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Subject 4. Interest Rate Forward and Futures Contracts PDF Download
A forward rate agreement (FRA) is a forward contract in which one party, the long, agrees to pay a fixed interest payment at a future date and receive an interest payment at a rate to be determined at expiration. It is a forward contract on an interest rate (not on a bond or a loan).

  • The long pays a fixed rate and receives a floating rate. If LIBOR rises, the long will gain.
  • The short pays a floating rate and receives a fixed rate. If LIBOR falls, the short will gain.

The fixed rate is also called the forward contract rate. The interest rate to be determined at expiration is also called the underlying rate.

The buyer effectively has agreed to borrow an amount of money in the future at the stated forward (contract) rate. The seller has effectively locked in a lending rate. The buyer of a FRA profits from an increase in interest rates. The seller of a FRA profits from a decline in rates.

Consider the time line shown below for an "h x (h + m)" FRA.

  • On day 0 we shall initiate an FRA. The FRA price is the fixed interest rate such that the FRA value is zero on the initiation date.
  • The FRA expires on day h.
  • The rate underlying the FRA is the rate on an m-day Eurodollar deposit.
  • The date indicated by g will simply be a date during the life of the FRA at which we want to determine a value for the FRA.

Note that the market convention quotes the time periods as months, but the calculations use days based on the assumption of 30 days in a months. For example, a "1 x 3 FRA" expires in 30 days, and the payoff of the FRA is determined by 60-day LIBOR when the FRA expires in 30 days.

At time h (t1 in the following illustration), the interest rate is set and the settlement is made. This is typical for most FRAs and is referred to as "advanced set, advanced settled."

A LIBOR deposit is a loan from one bank to another. Let Li(j) represent the rate on a j-day LIBOR deposit on an arbitrary day i, which falls somewhere in the above period from 0 to h. Consider a bank that borrows $1 on day i for j days. It will pay back $1[1 + Li(j) (j/360)] in j days.

Let's denote the fixed rate on the FRA as FRA(0, h, m), which stands for the rate on an FRA established on day 0, expiring on day h, and based on m-day LIBOR. The value at expiration (for receive-floating) is:


  • NA = notional amount
  • tm = accrual period, or m/360 (360 is the convention used in the LIBOR market)
  • The numerator is the discount factor applied to the FRA payoff, because the payment is received in advance, not in arrears. Dh(m) is often assumed to be equal to Lh(m).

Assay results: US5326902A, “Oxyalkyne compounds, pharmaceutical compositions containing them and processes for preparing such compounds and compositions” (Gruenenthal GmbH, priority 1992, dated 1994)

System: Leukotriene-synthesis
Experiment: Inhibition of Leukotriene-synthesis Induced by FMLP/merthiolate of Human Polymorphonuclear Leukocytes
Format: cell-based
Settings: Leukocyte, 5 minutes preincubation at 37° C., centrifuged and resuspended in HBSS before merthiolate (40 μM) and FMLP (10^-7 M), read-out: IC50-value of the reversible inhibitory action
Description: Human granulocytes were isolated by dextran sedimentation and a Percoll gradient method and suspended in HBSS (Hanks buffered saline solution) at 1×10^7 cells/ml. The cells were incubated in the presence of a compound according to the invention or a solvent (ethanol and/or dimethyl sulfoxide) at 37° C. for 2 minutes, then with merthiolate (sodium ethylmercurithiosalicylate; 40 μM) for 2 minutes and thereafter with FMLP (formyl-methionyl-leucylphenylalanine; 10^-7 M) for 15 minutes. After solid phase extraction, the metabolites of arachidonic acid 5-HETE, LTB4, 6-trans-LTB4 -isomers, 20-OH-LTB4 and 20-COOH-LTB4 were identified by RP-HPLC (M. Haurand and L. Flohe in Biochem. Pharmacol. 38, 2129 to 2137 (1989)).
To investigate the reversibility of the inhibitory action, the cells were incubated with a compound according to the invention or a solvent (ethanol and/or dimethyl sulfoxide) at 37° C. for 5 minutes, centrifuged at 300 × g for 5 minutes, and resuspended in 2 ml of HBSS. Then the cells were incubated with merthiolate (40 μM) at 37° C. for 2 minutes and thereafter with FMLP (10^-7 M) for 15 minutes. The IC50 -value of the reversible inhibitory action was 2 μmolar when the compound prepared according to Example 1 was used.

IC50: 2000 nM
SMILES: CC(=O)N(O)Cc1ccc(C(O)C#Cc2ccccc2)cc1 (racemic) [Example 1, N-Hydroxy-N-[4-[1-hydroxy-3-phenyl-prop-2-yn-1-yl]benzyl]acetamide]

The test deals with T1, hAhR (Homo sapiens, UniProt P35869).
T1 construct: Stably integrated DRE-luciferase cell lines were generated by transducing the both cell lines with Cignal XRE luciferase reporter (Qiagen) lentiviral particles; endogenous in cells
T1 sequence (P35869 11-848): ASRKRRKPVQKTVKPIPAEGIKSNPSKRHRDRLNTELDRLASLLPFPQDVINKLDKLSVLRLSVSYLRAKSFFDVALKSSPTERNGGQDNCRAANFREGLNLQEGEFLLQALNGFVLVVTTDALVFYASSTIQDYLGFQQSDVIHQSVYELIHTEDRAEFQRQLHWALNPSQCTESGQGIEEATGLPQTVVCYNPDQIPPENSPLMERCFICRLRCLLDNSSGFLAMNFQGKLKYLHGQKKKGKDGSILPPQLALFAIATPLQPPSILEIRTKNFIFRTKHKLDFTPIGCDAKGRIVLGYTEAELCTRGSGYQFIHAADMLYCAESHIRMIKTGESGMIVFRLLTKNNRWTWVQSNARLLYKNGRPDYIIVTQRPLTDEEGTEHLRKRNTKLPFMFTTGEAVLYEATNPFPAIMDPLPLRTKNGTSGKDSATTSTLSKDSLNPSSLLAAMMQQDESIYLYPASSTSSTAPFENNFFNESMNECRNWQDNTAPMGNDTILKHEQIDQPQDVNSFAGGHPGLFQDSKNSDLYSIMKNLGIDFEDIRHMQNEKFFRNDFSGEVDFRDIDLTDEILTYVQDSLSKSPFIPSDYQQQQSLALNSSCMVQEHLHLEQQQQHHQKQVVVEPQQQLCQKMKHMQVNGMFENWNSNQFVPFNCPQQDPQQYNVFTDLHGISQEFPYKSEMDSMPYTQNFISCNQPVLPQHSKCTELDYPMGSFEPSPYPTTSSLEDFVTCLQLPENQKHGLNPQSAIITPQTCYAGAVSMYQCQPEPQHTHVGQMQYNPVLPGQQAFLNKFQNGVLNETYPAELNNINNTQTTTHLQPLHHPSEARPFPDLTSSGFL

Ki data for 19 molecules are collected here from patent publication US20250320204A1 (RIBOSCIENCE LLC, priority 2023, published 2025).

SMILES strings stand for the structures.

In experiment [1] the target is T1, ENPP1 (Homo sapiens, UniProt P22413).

To find an FRA's fixed rate:

This is actually the formula for a LIBOR forward rate, given the interest payment conventions in the FRA market.

  • The numerator is the future value of a longer-term LIBOR of h + m days.
  • The denominator is the future value of a shorter-term LIBOR of h days.
  • The ratio is 1 plus a rate: subtracting 1 and multiplying by 1/tm annualizes the rate.

To value an FRA on day g:

You can apply the previous FRA pricing formula to calculate FRA(g,h-g,m).

Example 2

Consider a 3 x 6 FRA, which expires in 90 days and is based on 90-day LIBOR. As we are on day 0, h = 90, m = 90.

Suppose the current rates are:

  • L0(h) = L0(90) = 0.054
  • L0(h + m) = L0(180) = 0.059

Using the formula: F(0, h, m) = F(0, 90, 90) = [(1 + 0.059 x 180/360)/(1 + 0.054 x 90/360) - 1] x (360/90) = 0.0631.

Therefore, to enter into an FRA on day 0, the fixed rate would be 6.31%.

Assume that we go long the FRA, and it is 20 days later. As we are on day 20, g = 20, h - g = 90 - 20 = 70, and h + m - g = 90 + 90 - 20 = 160. We also need information about the new term structure:

  • Lg(h - g) = L20(70) = 0.058
  • Lg(h + m - g) = L20(160) = 0.064

FRA(g, h - g, m) = FRA(20, 70, 90) = {[1+0.064 x 160/360]/[1+0.058 x 70/360] - 1} x 360/90 = 0.06790

Vg(0, h, m) = [(0.06790 - 0.0631) x 90/360]/(1 + 0.064 x 160/360) = 0.001167

Therefore, the FRA now has a value of $0.001167 per $1 of notional principal.

User Contributed Comments 9

User Comment
danlan2 After interest rate contracts, there are more: fixed income contracts, currency contracts ...
marcher Jesus!!
bbadger Jesus. I think I've seen too many formulas
robertucla Dear Lord!
shettyp @bbadger: lol!!!
CIDB Dido! The only trick I've found for this is to dumb down formulas into words. I find using words instead of notation really increases my retention.
mtsimone This is clearer:

Receive Float: Notional([Float-Fixed)(days/360)]/[1+(Float*days/360)]
Receive Fixed: Notional[(Fixed-Float)(days/360)]/[1+(Float*days/360)]
mtsimone The FRA is always based on the float. If you receive float you're long the FRA because you can't be long something that's fixed. Conversely, if you pay the float, you're short the FRA... you can't be short something that's fixed!
breh a good way to think about calculating the fixed rate is similar to the currency spot rate inferred by the forward rates
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